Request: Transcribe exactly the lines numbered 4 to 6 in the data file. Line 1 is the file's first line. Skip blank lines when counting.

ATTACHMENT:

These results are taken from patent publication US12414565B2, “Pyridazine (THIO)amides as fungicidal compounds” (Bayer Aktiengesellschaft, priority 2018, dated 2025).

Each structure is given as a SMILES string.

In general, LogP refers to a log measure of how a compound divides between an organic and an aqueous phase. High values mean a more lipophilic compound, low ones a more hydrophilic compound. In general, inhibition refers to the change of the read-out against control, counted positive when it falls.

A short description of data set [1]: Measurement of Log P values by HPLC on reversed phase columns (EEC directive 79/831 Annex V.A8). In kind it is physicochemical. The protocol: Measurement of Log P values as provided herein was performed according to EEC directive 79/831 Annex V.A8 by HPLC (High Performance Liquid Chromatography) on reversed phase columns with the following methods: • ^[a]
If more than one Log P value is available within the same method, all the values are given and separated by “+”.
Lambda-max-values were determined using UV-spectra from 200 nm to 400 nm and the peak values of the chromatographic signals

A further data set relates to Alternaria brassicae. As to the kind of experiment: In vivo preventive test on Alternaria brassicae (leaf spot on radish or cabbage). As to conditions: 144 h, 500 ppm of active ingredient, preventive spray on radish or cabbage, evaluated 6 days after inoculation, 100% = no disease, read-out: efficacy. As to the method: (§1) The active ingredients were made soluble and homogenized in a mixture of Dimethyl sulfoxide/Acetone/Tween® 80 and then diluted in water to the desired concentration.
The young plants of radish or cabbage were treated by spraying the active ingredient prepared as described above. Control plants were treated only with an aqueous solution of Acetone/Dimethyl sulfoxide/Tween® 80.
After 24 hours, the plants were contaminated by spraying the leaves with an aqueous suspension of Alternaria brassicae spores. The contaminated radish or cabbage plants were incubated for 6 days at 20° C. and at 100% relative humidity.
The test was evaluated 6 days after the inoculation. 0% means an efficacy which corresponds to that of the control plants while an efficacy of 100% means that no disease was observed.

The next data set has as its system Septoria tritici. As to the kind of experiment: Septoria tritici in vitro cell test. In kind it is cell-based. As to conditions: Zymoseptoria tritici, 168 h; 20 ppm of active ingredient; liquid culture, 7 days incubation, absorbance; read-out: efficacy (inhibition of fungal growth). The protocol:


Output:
A short description of data set [1]: Measurement of Log P values by HPLC on reversed phase columns (EEC directive 79/831 Annex V.A8). In kind it is physicochemical. The protocol: Measurement of Log P values as provided herein was performed according to EEC directive 79/831 Annex V.A8 by HPLC (High Performance Liquid Chromatography) on reversed phase columns with the following methods: • ^[a]
If more than one Log P value is available within the same method, all the values are given and separated by “+”.
Lambda-max-values were determined using UV-spectra from 200 nm to 400 nm and the peak values of the chromatographic signals